Arkansas led the nation in measuring obesity in kids. Did it help? : Shots

Since Arkansas began sending obesity letters to parents, childhood obesity rates in the state have increased from 21 percent to nearly 24 percent. During the pandemic, the state’s obesity rate peaked at more than 26%.

Mr. Spencer Green/AP

hide caption

toggle caption

Mr. Spencer Green/AP

Since Arkansas began sending obesity letters to parents, childhood obesity rates in the state have increased from 21 percent to nearly 24 percent. During the pandemic, the state’s obesity rate peaked at more than 26%.

Mr. Spencer Green/AP

LITTLE ROCK, Ark. — Sixth-grade boys lined up to be measured in the library at Mann Arts and Science Magnet Middle School. As they took off their shoes and emptied their pockets, they joked that they were the biggest.

“It’s an advantage,” said one of them. “You can play basketball,” said another. “A bigger guy can get more girls!” suggested a third student.

Everyone laughed. What they weren’t joking about was their weight.

Annrea Veasley, the school’s registered nurse, got them up one by one. One boy, Christopher, slumped over as she measured his height. “Raise your head slightly,” she said. Then Veasley asked him to stand back on a scale so he couldn’t see the numbers. She silently noted his height at just under 4 feet 7 inches and his weight at 115.6 pounds.

His parents would later be among thousands to receive a letter beginning: “Many Arkansas children have health problems caused by their weight.” The letter includes each student’s measurements as well as their calculated body mass index. The BMI number classifies each child as “underweight,” “normal,” “overweight,” or “obese.” Christopher’s BMI of 25.1 places him in the obese category.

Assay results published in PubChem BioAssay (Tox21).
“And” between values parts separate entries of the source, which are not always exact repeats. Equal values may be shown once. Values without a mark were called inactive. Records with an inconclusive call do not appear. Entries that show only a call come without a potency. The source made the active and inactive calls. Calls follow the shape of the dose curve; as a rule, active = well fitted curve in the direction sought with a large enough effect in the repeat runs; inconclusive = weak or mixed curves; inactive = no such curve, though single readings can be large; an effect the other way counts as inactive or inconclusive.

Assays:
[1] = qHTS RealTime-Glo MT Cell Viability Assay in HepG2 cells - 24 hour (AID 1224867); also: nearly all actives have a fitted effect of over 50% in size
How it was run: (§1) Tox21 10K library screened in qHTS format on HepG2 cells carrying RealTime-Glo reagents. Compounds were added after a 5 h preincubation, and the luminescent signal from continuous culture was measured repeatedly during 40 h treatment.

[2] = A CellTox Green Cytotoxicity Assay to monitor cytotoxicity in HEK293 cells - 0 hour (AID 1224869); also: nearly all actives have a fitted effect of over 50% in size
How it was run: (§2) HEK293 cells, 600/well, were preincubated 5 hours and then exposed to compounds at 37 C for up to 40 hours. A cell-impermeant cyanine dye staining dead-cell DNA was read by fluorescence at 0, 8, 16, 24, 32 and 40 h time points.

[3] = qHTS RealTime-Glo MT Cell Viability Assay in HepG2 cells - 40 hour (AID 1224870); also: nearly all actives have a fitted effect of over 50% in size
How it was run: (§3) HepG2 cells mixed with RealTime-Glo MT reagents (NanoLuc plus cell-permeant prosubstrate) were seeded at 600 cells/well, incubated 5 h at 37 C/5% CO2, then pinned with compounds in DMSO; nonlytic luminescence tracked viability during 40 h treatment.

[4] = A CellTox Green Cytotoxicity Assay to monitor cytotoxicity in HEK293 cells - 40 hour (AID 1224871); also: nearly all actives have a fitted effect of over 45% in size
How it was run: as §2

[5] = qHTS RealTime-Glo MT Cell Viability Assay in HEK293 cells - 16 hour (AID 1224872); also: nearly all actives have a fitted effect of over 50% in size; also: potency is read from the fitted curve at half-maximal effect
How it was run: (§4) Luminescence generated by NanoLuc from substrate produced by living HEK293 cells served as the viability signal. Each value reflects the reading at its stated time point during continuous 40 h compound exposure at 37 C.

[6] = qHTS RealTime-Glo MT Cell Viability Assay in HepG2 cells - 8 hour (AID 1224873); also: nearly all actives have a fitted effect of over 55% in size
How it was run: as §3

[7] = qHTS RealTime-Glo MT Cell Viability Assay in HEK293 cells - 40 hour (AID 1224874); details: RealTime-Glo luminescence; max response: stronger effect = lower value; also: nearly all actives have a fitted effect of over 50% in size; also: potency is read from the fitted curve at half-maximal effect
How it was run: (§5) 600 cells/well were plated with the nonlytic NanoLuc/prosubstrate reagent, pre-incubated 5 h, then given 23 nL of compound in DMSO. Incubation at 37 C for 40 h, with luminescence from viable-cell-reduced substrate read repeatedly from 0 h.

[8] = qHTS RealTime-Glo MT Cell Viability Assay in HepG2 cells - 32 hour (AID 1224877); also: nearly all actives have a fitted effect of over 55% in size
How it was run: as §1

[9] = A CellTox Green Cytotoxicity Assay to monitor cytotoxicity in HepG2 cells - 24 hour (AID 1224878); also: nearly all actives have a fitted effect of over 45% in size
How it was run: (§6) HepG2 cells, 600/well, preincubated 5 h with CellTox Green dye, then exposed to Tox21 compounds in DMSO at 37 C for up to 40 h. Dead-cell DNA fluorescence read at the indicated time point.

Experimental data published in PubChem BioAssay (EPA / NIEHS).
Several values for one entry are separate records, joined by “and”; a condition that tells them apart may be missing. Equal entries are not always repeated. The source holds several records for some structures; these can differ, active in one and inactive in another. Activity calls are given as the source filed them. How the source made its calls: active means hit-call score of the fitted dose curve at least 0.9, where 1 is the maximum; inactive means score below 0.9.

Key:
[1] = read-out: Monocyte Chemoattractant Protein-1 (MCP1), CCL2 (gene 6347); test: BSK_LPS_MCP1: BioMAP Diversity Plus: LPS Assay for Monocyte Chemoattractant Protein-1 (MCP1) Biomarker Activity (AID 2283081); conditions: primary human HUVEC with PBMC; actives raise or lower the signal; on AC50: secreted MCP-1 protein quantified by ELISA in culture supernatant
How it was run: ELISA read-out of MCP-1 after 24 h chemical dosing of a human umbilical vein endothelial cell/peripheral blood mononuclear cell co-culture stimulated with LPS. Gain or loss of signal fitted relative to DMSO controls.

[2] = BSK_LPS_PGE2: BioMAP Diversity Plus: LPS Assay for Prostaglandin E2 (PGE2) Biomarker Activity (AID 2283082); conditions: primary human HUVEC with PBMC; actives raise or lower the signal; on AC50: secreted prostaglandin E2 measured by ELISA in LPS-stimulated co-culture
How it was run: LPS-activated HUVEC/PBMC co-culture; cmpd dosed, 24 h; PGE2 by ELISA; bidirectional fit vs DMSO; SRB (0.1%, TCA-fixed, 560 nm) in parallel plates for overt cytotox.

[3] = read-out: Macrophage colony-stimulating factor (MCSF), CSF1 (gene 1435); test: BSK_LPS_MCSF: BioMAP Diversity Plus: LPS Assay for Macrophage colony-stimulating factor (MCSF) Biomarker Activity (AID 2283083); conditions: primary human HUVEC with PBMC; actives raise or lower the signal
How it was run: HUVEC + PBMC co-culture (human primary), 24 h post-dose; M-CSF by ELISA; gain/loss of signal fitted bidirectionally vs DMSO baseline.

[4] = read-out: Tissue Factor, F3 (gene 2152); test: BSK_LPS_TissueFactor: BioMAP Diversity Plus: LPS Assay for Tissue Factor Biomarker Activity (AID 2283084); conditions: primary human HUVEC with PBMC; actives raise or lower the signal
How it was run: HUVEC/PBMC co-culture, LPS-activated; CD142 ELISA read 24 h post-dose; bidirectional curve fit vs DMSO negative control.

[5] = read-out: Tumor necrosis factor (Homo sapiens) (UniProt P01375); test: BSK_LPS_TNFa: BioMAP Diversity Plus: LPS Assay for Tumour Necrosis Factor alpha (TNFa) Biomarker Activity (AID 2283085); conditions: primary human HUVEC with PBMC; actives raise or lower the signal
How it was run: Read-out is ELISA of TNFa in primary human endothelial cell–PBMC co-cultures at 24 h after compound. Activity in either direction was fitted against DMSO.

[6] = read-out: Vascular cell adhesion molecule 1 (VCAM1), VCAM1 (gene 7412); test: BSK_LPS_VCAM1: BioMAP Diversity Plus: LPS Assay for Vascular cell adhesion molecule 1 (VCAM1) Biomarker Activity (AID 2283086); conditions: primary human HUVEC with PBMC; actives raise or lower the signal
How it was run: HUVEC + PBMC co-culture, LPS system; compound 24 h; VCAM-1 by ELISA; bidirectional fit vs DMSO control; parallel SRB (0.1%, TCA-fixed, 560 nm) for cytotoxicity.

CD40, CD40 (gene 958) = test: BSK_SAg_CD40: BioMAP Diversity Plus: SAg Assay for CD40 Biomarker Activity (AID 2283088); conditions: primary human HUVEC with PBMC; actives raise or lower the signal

In 2003, Arkansas became the first state to send BMI reports to all students as part of a broader initiative to combat obesity. But in the 20 years since, childhood obesity rates in the state have risen from 21 percent to nearly 24 percent, reflecting a similar, albeit higher, trajectory than national rates. During the pandemic, the state’s obesity rate peaked at more than 26%.

Yet at least 23 states have followed Arkansas’ lead and required an assessment of students’ height and weight. Some have since scaled back their efforts after their parents raised concerns.

A Wyoming school district used to include a child’s BMI score on school report cards, a practice it has since abandoned. Ohio allows districts to opt in, and last year only two of 611 school districts reported BMI information to the state. And Massachusetts stopped sending letters home. Even Arkansas changed its rules to allow parents to opt out.

Numerous studies have shown that these ratios, or “big letters” as they are sometimes mockingly called, had no effect on weight loss. And some nutritionists, psychologists and parents have criticized the letters, saying they can lead to weight stigma and eating disorders.

BMI as a tool has also come under scrutiny because it does not take into account differences between racial and ethnic groups, sex, gender and age. In 2023, the American Medical Association called BMI “flawed” and suggested using it alongside other tools such as measuring visceral fat, body composition, and genetic factors.

All of this highlights one question: What are the school BMI measurements and letters for? Nearly 20% of American children were classified as obese just before the pandemic – compared to just 5% around 50 years ago – and lockdowns have made the problem worse. It is unclear what types of interventions could reverse the trend.

Joe Thompson, a pediatrician who helped create the Arkansas program and now directs the Arkansas Center for Health Improvement, said the BMI letters are meant to be a screening tool, not a diagnostic test, to inform parents if their child is at risk of developing a serious illness. health problems, such as heart disease, diabetes and respiratory problems.

Sharing this information with them is essential, he said, given that many don’t see it as a problem due to the prevalence of obesity. Arkansas is also a rural state, so many families don’t have easy access to pediatricians, he said.

Thompson said he has heard from many parents who have responded to the letters. “To this day, they remain our strongest advocates,” he said.